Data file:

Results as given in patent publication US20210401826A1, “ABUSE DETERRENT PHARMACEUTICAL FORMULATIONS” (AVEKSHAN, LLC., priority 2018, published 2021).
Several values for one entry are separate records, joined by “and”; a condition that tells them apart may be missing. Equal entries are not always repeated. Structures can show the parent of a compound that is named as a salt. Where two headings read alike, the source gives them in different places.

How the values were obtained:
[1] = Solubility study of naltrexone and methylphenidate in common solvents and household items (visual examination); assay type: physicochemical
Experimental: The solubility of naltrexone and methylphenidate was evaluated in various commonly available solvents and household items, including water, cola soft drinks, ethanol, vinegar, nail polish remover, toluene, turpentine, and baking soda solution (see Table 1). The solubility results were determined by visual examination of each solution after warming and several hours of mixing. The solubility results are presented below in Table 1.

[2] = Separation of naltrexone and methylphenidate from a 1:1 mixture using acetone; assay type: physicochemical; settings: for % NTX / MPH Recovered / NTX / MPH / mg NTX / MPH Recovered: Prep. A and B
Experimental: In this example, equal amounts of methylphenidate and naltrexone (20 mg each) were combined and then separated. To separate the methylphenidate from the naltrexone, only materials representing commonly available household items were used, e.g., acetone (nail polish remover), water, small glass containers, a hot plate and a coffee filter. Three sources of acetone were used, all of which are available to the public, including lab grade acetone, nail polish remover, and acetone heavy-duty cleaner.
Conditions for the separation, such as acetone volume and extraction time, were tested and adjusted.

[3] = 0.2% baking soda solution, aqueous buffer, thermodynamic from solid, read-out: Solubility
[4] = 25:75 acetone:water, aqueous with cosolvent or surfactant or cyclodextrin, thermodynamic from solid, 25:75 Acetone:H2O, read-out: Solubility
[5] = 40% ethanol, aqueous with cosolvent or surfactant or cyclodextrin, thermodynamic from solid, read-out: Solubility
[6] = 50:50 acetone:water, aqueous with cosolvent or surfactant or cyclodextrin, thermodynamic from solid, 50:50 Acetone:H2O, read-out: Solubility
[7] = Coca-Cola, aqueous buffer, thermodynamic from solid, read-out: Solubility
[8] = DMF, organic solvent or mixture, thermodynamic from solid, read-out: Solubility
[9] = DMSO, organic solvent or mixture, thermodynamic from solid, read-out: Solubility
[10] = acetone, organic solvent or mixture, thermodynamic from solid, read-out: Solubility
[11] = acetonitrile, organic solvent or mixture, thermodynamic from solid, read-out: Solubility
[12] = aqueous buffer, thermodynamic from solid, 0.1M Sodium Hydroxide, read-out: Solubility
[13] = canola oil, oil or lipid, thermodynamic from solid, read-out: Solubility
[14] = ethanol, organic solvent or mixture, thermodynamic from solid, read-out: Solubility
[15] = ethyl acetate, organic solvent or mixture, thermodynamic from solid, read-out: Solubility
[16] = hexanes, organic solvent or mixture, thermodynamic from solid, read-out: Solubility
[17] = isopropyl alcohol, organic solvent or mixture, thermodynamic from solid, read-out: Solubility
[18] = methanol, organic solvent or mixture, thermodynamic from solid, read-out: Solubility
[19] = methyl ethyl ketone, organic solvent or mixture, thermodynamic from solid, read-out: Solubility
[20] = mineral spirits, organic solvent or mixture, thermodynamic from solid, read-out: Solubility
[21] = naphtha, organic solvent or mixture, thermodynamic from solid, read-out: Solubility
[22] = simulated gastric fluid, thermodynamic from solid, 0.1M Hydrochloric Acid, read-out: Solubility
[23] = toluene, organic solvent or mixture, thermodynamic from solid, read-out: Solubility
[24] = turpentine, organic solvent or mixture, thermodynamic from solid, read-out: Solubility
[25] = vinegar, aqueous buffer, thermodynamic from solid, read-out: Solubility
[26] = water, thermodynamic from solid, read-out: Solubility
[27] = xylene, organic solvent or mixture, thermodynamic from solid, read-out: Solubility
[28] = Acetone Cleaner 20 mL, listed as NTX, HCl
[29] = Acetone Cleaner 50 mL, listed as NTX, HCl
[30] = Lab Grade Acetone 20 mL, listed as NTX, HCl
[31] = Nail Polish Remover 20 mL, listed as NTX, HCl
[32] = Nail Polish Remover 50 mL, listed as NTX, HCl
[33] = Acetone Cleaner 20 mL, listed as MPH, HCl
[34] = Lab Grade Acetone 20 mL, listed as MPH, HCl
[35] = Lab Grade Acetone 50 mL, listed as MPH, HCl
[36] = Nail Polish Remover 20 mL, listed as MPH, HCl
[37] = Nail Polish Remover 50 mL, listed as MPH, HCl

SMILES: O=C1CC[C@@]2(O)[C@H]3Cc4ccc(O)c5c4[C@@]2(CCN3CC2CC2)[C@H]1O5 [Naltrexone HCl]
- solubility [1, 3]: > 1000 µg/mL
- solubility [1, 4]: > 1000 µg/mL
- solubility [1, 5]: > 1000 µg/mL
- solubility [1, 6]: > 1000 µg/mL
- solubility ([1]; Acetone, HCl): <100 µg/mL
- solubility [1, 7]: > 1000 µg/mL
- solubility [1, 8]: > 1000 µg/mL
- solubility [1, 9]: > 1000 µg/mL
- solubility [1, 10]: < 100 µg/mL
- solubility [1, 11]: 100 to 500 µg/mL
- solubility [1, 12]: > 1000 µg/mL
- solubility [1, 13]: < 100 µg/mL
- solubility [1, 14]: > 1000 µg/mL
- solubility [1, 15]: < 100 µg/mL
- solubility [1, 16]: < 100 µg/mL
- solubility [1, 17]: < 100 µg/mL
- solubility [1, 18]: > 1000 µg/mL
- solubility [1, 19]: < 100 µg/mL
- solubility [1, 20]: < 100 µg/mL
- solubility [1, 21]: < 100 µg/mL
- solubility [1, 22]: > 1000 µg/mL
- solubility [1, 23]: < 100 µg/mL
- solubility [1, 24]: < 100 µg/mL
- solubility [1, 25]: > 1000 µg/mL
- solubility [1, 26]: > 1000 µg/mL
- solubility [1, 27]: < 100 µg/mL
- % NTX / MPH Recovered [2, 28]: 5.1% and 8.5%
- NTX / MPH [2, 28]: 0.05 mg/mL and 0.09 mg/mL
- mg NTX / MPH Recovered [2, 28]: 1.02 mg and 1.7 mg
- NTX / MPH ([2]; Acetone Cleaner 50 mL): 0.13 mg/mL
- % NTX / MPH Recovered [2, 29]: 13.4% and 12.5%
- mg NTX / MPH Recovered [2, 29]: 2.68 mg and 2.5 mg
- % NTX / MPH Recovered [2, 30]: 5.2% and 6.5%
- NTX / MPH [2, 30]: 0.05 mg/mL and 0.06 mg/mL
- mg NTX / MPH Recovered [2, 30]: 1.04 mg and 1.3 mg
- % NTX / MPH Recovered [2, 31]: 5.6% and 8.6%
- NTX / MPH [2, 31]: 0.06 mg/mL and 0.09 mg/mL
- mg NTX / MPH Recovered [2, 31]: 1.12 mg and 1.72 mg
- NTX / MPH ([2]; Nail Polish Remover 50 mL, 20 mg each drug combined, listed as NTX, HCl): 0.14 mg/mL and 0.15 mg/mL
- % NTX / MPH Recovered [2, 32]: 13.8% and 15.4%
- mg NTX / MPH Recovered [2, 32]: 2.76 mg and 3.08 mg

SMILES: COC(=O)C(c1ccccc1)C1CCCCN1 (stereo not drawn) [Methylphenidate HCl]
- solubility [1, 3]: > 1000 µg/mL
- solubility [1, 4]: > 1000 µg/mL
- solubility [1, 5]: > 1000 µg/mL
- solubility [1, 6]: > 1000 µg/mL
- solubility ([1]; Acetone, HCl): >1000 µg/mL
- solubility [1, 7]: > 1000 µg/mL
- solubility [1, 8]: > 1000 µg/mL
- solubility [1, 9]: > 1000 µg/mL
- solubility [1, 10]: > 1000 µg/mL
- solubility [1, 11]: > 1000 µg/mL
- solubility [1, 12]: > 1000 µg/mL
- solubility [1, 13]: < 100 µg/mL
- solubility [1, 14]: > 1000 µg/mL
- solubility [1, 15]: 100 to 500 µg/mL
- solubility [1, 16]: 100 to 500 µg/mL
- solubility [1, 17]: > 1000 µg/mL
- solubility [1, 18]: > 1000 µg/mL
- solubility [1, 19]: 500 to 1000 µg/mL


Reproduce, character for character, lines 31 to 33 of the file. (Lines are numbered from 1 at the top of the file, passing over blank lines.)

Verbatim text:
[25] = vinegar, aqueous buffer, thermodynamic from solid, read-out: Solubility
[26] = water, thermodynamic from solid, read-out: Solubility
[27] = xylene, organic solvent or mixture, thermodynamic from solid, read-out: Solubility